McGuinty Government Works To Protect Children From Internet Crimes
Province Teams With Federal, Provincial And Territorial Justice Partners
TORONTO -- Ontario is working aggressively to protect children from Internet predators and pornography through a comprehensive provincewide plan that includes innovative new software to teach children about the dangers of the Internet, Attorney General Michael Bryant and the Minister of Community Safety and Correctional Services Monte Kwinter announced today at the annual federal-provincial-territorial justice ministers' conference.
"Our government is working with our justice partners across the country to combat crimes by those who prey on our children, by working with police and Crown attorneys to improve the way child pornography and Internet luring crimes are investigated and prosecuted," said Bryant. "We are also committed to working with our justice partners to bring about any changes necessary to effectively deal with these offenders. For example, we will be discussing the issue of sentencing, specifically conditional sentences, which may not be appropriate for those convicted of these despicable crimes."
Ontario demonstrated a new software package for schools, CYBERCOPS, to the delegates attending the meeting in Ottawa. The software is designed to educate Grade 7 and 8 students on the risks of using the Internet.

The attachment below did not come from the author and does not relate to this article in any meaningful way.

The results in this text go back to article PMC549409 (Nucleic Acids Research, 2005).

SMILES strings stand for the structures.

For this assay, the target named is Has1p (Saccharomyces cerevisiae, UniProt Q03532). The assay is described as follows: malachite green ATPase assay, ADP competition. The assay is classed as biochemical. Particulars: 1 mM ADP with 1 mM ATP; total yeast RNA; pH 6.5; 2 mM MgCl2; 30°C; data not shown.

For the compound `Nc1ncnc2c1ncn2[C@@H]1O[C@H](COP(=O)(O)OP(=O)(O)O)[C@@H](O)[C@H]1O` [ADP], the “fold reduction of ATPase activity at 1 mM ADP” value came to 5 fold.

"This is part of our government's provincewide approach to combat Internet crimes against children," said Kwinter. "CYBERCOPS educates students about the techniques used by criminals on the Internet to entice and entrap children and youth into dangerous situations. Everyone - government, police, schools, parents and teachers - has a role to play and public education is key to our efforts to keep our children safe."
Ontario is collaborating and sharing best practices with its federal, provincial and territorial partners to tackle Internet crimes against children. The delegates from the other provinces and the federal government will also be updated on the Attorney General's Task Force on Internet Crimes Against Kids, which aims to provide the police and Crowns with tools to improve investigations and prosecutions of internet-based crimes. The task force is currently developing support material, such as a sentencing package, as well as best practices for disclosure, file management and expert witnesses. The task force is also working with the Internet service provider industry in order to find ways to improve cooperation between service providers, law enforcement agencies and prosecutors.
The Ontario Provincial Police and the Ontario Association of Chiefs of Police are developing a comprehensive province-wide strategy to combat Internet luring and child pornography. The strategy will be aimed at protecting children no matter where they live in Ontario because the Internet is not limited by police services' jurisdictions. The new strategy is expected to be unveiled in the coming weeks.